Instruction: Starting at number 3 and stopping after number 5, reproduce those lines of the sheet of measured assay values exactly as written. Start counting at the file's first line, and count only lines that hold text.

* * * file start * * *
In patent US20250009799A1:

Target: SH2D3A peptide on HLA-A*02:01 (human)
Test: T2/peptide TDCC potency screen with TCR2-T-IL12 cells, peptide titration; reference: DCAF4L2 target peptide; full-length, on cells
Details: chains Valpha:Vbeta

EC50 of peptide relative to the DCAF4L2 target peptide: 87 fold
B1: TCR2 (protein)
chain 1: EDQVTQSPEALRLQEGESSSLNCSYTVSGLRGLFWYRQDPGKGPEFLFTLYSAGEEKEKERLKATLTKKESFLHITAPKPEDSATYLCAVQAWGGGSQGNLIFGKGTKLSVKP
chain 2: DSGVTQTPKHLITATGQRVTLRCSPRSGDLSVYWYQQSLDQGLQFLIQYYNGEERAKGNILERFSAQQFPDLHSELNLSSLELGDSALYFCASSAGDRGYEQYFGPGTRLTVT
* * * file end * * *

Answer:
Test: T2/peptide TDCC potency screen with TCR2-T-IL12 cells, peptide titration; reference: DCAF4L2 target peptide; full-length, on cells
Details: chains Valpha:Vbeta

EC50 of peptide relative to the DCAF4L2 target peptide: 87 fold